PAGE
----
I’ll admit to posting this before I’ve finished reading it, but if I don’t, I’ll have forgotten it all by the time my readers get through it. I am still working through this massive Cost Analysis of Windows Content Protection by Peter Gutmann (and a shorter link for extra goodness). As the title suggests, it is a deep look at the cost of content protection and user rights restrictions in Windows Vista. There is also a response at the end to a rebuttal Microsoft made of the analysis (shorter link for linebreak protection).
Here is the executive summary. If you are going to read this (I will, and I hope others do as well), be prepared to invest some time so you really understand it and the rebuttal.
Windows Vista includes an extensive reworking of core OS elements in order to provide content protection for so-called “premium content”, typically HD data from Blu-Ray and HD-DVD sources. Providing this protection incurs considerable costs in terms of system performance, system stability, technical support overhead, and hardware and software cost. These issues affect not only users of Vista but the entire PC industry, since the effects of the protection measures extend to cover all hardware and software that will ever come into contact with Vista, even if it’s not used directly with Vista (for example hardware in a Macintosh computer or on a Linux server). This document analyses the cost involved in Vista’s content protection, and the collateral damage that this incurs throughout the computer industry.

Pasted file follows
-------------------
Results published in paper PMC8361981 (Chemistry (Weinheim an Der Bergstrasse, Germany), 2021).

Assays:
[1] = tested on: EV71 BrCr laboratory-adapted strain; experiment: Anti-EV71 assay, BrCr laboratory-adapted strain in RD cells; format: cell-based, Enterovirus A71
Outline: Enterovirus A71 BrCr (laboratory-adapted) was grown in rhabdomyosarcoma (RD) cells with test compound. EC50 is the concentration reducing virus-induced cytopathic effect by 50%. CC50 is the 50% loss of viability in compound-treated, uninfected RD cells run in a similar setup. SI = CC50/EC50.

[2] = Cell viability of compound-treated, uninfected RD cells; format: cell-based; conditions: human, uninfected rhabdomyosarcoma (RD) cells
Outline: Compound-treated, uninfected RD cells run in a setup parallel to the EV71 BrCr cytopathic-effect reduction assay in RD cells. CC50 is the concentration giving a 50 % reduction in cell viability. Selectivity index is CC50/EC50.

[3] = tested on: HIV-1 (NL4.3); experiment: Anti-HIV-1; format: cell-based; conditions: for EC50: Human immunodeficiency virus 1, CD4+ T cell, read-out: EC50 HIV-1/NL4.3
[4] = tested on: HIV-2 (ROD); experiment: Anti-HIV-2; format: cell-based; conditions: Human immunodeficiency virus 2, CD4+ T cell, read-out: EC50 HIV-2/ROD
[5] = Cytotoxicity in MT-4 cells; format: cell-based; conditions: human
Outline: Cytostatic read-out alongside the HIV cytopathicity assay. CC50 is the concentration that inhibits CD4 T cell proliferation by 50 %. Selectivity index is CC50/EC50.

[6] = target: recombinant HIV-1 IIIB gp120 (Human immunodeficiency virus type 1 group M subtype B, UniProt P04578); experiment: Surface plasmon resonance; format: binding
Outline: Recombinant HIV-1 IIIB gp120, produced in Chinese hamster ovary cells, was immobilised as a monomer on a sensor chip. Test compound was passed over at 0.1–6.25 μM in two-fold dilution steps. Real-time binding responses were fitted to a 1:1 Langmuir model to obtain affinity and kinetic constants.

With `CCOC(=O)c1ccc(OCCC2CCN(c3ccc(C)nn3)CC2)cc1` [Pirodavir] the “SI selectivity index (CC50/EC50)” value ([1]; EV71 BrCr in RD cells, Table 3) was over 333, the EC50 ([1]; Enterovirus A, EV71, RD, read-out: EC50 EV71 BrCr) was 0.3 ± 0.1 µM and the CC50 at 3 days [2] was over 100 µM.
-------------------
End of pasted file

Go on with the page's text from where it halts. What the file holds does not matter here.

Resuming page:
Do you think rights restrictions are a good idea? Does this analysis change your view of digital rights mangling (DRM) controls?
[tags]A cost analysis of Windows contect protection, Analysis of Vista DRM costs with MS rebuttal and author’s reply to that[/tags]